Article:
Newfoundland and Labrador’s provincial immigration minister Gerry Byrne needs Canada’s federal government to double the province’s immigrant allotment who can settle here over the Provincial Nominee Program (PNP).
“We are turning the estimated population decline flow, but we require the federal government to act on our demand, so our population growth will not be blocked, also the newcomers will not face longer proceeding times, and there will not be fewer immigration spaces of which to benefit,” he reportedly told Saltwire Network.
The provincial immigration minister wants Ottawa to increase Newfoundland and Labrador’s immigration spots number to 3,050 from 1,593. Newfoundland and Labrador’s newest call for a higher provincial distribution comes four months after a similar request by immigration ministers from all of the provinces and territories of Canada. Last summer, they called on Ottawa to aid businesses across the country employ more migrants by speeding up the application processing and enhancing provincial and territorial allotments.
“Newcomers are crucial to filling in-demand jobs, increasing our economy, and building a stronger Canada,” tweeted Ontario Immigration Minister Monte McNaughton in July. “Our job spots and factory floors want more boots on the ground.
“That’s why we’re calling on the federal government for a better agreement.”
The immigration minister of Canada’s most populated province met with his compliments from other provinces and territories to discuss the future of the nation’s immigration system in Saint John, New Brunswick in late July. The provincial and territorial ministers were then demanding a better say in the immigrant’s selection, more input into any transformation of the Express Entry system, and growth to their allocations below the PNPs.
“Across Canada, jobs are going unfilled and salaries available. Ottawa must let regions choose more of the skilled newcomers their communities want,” tweeted McNaughton.
“It’s time to stop holding Canada back.”
The recent Immigration, Refugees and Citizenship Canada (IRCC) information expose that 760 new permanent residents (PR) settled in Newfoundland and Labrador through the PNP in the first nine months of this year.
PNP On Way To Welcome 1,013 New Permanent Residents To Newfoundland This Year
Newfoundland, as the province is frequently affectionately named, could see 1,013 new permanent residents this year through the PNP program based on that trend. That would be nearly double as many as the 570 new PR under the PNP program to the province in 2019, the previous full year before the COVID-19 pandemic.
It would also be almost exactly double the 510 new permanent residents to the province under that program last year.
Newfoundland and Labrador claim the immigration pace to the province have ground to a break as no more spaces are accessible for this year. But the territory is yet to accept applications. They are just being late to next year.
In 2015, Newfoundland welcomed 1,120 new PR. Based on the trend during the first nine months of this year, the province is on its way to welcoming 3,213 new PR this year.
That immigration level, if the present trend continues through to the end of the year, would mean a spike in the rate of immigration of 56.7 percent over the 2,050 new permanent residents that settled in Newfoundland and Labrador last year.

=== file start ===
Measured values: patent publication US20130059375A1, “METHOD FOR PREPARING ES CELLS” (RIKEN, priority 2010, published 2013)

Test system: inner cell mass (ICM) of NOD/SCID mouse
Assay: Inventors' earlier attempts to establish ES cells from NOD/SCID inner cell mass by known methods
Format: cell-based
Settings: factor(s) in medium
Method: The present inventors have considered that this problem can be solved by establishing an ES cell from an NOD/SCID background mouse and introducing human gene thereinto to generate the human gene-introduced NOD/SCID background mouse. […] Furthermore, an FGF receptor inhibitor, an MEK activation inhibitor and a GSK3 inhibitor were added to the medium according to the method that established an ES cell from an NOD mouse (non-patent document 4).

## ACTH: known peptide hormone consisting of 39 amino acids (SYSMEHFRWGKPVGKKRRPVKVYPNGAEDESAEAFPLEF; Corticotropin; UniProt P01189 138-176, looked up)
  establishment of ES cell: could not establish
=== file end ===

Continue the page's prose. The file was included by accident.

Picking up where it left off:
Additionally, Atlantic Immigration Program (AIP) is on track to support 753 new permanent residents who come to Newfoundland and Labrador this year, up 83.7% from 410 in 2021.
TR-To-PR Pathway Means New 293 Permanent Residents For Newfoundland And Labrador
The major percentage point in immigration programs in Newfoundland this year, however, is in the number of new permanent residents through the Temporary Resident to Permanent Resident (TR-to-PR) one-time pathway which is expected to welcome 293 new PR, up 179.4% from the 105 newcomers to the territory last year.
Newfoundland and Labrador’s family sponsorship programs are projected to display 25.7 percent growth, with the number of new permanent residents coming through them this year predicted to hit 220.
And refugee programs are showing even greater growth, expected to end the year up 49.5% with a total of 740 newcomers.
Immigration to Newfoundland and Labrador has been so strong this year as to drive the fastest growth rate the province had got in more than half a century throughout the second quarter.
“Our population is surging while employment remains to progressively upsurge,” said Byrne. “This tells to the contributions our new residents are making to our economy and our government work to upskill and retrain labors for effective careers in the regional workforce.”
Statistics Canada statistics shows Newfoundland and Labrador’s population hopped by 2,929 people in this year’s second quarter, its fastest population rise since 1971.
Newfoundland Launched The Ways Job Matching Program Last Year
Last year, Newfoundland launched the Pathways Job Matching program. This is created to support companies fill full-time occupations and newcomers to find work more effortlessly.
“By matching companies directly in need with individuals requiring to live and work here, we are helping to address the workforce employer’s needs and assist population development,” said Byrne.
“Participating employers provide details on their unfilled full-time jobs. Then, eligible newcomers to offer their job credentials. Once that happens, our staff begin matching newcomers who want jobs with companies who need labor.
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